Community of Writers: Denise Valenti

Denise Valenti is a staff writer in the Princeton University Office of Communications. She has a background in journalism, with bylines in the New York Times and the Washington Post, and is currently working on her first novel, a historical fiction read that takes place in Cuba. Here, she speaks to Princeton Writes about sporting multiple authorial hats and offers a preview of her novel. For additional information, see:


What draws you to writing?

I think the thing that draws me most to writing is just this possibility of living all different kinds of lives at once. When I was in high school and starting to think about what I wanted to pursue as a career, I had a lot of different interests, and writing was the one thing that allowed me to pursue a lot of different interests. I’m learning something new almost every day.

Who is your audience?

The only audience I’ve never written for is children. Mostly, I write for my contemporaries and other people who are sort of seekers, curious minds.

What is your writing process?

I aspire to be one of those people who can sit there at a regular time! If many of us are honest with ourselves, I think that’s where many of us are. Not that I necessarily have to write when inspiration strikes, because obviously, as a journalist, you don’t have a choice. When I first started out in newspapers, I was writing three, four stories a day, and those were all expected on deadline and you had to just get them done. That’s actually been really instructive for me [because] I know I can sit down and do it. So I think if you force yourself into that kind of practice, it’s actually very useful. You don’t always have to wait for inspiration.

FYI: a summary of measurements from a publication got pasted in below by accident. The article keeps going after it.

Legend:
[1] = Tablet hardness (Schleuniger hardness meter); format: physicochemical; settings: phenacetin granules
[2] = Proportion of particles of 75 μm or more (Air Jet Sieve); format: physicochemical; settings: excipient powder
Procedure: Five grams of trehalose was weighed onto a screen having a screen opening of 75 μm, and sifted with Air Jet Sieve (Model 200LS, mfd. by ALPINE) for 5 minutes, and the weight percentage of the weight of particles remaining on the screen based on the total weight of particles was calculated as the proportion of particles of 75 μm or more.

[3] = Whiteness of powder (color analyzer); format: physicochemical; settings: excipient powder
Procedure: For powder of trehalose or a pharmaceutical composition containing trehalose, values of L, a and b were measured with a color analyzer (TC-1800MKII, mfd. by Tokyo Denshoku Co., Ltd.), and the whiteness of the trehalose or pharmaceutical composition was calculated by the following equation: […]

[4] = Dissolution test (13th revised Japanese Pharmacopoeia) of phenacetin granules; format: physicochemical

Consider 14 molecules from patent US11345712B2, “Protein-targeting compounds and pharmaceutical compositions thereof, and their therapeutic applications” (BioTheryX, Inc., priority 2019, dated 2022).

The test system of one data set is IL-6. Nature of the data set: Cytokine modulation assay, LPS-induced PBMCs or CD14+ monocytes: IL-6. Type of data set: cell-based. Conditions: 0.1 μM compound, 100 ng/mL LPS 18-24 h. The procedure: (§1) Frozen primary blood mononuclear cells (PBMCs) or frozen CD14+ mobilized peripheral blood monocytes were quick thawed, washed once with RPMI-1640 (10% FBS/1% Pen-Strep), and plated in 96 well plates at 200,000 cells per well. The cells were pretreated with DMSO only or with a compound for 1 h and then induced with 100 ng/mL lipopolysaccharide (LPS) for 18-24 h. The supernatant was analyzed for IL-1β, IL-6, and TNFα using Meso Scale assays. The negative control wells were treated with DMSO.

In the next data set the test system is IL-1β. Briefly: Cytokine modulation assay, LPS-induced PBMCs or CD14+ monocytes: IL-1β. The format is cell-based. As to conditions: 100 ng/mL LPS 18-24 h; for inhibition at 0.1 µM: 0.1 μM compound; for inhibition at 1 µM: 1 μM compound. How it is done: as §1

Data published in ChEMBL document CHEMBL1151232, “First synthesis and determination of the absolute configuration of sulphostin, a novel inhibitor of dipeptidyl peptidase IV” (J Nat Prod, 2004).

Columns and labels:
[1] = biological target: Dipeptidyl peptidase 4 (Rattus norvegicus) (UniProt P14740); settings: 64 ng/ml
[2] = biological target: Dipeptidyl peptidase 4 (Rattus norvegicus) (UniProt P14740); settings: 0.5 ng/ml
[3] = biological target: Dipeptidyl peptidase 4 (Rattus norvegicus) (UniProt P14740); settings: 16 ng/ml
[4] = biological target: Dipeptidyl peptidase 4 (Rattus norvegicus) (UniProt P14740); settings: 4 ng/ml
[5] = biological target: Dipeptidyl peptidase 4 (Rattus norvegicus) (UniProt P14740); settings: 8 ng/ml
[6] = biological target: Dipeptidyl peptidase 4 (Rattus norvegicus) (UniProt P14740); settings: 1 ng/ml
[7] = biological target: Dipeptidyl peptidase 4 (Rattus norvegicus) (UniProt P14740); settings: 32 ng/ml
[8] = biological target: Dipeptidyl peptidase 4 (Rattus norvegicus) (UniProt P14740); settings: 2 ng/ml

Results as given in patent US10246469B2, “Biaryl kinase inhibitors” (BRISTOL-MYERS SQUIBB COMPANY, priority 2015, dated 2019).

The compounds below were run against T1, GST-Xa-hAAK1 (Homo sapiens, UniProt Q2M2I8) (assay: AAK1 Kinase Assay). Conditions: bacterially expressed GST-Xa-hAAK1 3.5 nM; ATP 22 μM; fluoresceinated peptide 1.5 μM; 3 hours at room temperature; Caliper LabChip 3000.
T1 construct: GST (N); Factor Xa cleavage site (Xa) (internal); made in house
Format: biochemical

That being said, I like to have longer stretches. I have a really hard time starting and stopping things, so I don’t like to write for less than an hour at a time, for instance. To me, that doesn’t feel productive.

What is it about the world you want to capture through writing?

Most of what I’ve done in the past is journalism, so that’s my first love, journalism and newspapers in particular. But obviously, we live in a very different media landscape now, and so that’s evolved for me. But really, the thing that I love most is just being able to share good information with people, and helping people get good information that’s going to improve their lives in some way or another. That used to be strictly non-fiction; I’m exploring that now through more creative avenues, through essay-writing, through sharing some of my own experiences now that I’m a little bit older, and also through fiction… I write historical fiction, 20th century. I think that sometimes by looking back at the past, we can take away lessons to apply to the future. So I think that having that step of removal, that space, to examine it from a different angle sometimes helps our perspective, [to] see the things that we’re not seeing.

[At Princeton] It’s an honor to tell the stories of this place from student and faculty awards to critical research to innovative teaching. I’d say one of the most memorable stories I’ve written was about history Professor Kevin Kruse’s research into the life of John Doar ’44, an alumnus who played a key role in the civil rights movement as an attorney for the U.S. Department of Justice’s Civil Rights Division. The article primarily was about one of Professor Kruse’s noteworthy forays into our country’s recent — and perhaps least-understood — history. At the same time, it highlighted the achievements of a Princeton alumnus whose moral courage shaped multiple key events in the civil rights struggle of the 1960s.

Who are your favorite writers?

I feel like I have something to learn from everything! Even if it’s not a genre that I’m working in, or a style of writing that I prefer, I’m always absorbing from other people’s use of language. That being said, one of my favorite writers is Toni Morrison. Just the way she puts words together, sounds together — to me, everything she does is just the complete package of everything that I hope to achieve in my own writing.


Interview: Elizabeth Durham

Photo: Denise Applewhite, Office of Communications


Havana, Cuba


The ship was exactly as he had remembered. Its black hull long and lean, masts fore and aft festooned in flags, white decks topped by funnels striped handsomely in red and black. The MS St. Louis was not nearly as sleek nor as commanding as the mighty ocean liners that cut the grey surface of the Elbe River when Max was a boy, but she was dignified, some might even say elegant.